In addition to its swords, Toledo is renowned for its damasquinados, or damascene handicrafts and costume jewelry. Damascening is the Moorish art of inlaying gold or silver threads into black steel in a decorative pattern. The skill is used to decorate plates, earrings, bracelets and large pendants.
At the Fabrica Bermejo damasquinado shop in Toledo, customers and passers-by can watch craftsmen use hammers and instruments as small as needles to create their designs or picturesque scenes. It is where Eldefonso Suarez and his teenage son work side-by-side crafting their beautiful work.
“It’s an art,” salesman Antonio Simian Fernandez says. “The gold is gold. But the work is more important than the gold.”
The damascene procedure requires creativity and the steady hand of a surgeon on small pieces. Artisans first use sharp tools to scratch the pattern into the black steel.
They then push the gold or silver threads into the grooves and use a hammer to make sure the threads stay in place.
How long it takes to finish depends on the size of the item and the detail of the design or picture.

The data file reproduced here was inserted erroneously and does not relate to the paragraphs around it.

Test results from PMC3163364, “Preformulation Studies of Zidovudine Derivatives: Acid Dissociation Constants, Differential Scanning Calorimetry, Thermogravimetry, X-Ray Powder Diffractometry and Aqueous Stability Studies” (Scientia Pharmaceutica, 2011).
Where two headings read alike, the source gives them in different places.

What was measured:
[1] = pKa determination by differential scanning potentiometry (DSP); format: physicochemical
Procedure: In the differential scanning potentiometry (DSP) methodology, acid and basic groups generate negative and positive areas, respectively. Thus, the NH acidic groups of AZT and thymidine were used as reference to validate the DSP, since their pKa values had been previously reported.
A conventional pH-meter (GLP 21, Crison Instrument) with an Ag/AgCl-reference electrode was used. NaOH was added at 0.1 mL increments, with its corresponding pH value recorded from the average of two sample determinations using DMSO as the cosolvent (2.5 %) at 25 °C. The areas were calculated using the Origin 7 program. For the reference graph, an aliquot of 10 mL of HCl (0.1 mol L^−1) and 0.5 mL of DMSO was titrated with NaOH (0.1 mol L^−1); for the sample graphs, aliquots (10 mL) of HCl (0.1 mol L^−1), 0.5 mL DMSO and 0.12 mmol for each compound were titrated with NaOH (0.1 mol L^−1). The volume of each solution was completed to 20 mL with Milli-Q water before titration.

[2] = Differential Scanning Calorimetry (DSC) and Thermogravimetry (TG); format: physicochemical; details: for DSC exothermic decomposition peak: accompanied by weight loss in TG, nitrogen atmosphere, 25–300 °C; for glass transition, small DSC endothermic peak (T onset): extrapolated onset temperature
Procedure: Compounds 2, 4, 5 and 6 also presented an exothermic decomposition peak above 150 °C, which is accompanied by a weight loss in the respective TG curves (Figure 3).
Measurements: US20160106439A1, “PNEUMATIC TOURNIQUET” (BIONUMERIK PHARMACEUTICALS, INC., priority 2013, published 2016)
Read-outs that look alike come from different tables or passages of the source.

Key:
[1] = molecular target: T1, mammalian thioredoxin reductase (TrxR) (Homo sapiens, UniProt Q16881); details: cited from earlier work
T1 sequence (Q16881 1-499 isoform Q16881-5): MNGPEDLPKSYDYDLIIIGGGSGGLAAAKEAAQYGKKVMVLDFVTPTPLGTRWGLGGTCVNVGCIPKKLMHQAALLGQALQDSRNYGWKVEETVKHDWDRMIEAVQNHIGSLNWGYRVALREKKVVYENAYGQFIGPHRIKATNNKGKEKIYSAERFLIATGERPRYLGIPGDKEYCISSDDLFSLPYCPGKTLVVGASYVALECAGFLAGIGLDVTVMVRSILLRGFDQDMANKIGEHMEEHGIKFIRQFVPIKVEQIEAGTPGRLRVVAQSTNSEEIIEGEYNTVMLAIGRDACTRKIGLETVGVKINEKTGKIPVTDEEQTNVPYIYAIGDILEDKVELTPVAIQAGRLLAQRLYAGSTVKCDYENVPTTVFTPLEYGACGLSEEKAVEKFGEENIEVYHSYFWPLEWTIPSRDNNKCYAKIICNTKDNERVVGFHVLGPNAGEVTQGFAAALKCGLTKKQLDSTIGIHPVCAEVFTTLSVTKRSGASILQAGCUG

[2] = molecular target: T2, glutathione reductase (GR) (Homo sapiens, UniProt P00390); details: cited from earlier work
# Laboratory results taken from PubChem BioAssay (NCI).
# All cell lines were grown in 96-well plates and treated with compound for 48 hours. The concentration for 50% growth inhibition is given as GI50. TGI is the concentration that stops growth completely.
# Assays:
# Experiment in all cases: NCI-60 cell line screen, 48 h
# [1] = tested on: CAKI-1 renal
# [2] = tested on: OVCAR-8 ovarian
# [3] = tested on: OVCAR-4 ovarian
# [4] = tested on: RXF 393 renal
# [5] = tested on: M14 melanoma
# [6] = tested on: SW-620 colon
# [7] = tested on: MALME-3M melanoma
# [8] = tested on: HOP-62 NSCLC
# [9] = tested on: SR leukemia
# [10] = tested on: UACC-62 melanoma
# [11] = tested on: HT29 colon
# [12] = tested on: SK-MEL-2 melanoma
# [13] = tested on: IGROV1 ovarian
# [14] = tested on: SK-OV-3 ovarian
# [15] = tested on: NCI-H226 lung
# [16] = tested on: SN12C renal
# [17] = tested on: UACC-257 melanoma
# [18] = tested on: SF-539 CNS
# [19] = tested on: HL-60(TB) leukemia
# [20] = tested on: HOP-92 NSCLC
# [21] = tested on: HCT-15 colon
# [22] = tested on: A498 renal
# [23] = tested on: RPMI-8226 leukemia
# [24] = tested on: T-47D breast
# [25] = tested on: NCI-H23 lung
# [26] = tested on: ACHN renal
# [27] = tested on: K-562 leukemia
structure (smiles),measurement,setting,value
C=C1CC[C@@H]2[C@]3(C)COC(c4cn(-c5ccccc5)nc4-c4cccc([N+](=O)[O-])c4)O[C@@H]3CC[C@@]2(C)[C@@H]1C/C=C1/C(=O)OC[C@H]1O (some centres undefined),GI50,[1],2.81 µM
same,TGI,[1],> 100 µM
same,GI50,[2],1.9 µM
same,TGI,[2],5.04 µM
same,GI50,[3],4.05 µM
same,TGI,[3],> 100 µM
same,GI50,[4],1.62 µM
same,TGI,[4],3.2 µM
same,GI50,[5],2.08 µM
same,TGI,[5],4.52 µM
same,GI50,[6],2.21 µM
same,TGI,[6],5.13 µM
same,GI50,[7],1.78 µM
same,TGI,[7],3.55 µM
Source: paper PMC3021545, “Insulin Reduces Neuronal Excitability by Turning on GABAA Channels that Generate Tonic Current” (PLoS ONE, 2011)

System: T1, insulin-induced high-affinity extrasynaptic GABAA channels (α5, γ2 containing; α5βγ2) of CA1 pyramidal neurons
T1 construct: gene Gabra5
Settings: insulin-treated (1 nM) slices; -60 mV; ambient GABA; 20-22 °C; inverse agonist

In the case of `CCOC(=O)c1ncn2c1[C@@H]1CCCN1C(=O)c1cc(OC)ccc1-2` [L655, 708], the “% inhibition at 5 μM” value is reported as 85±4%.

The cost of damascene work depends largely on whether the item is made by hand or machine. Machine-made damascene — in which the etching and hammering is done by machine — is not as expensive.
A small handmade plate about the size of a salad dish can cost more than $1,000, while a similar machine-made one can cost as much as 50- percent less.
The amount of effort put into the item or the intricacy of the design also can increase the value.
The art of damascening has been around for centuries. The Egyptians, Greeks and Romans are known to have practiced it. Around the15th century, it grew in popularity in Europe and came to prominence in Toledo.
Like swords, it is hard to pass a souvenir shop or gallery without finding the shiny, gold plates and jewelry.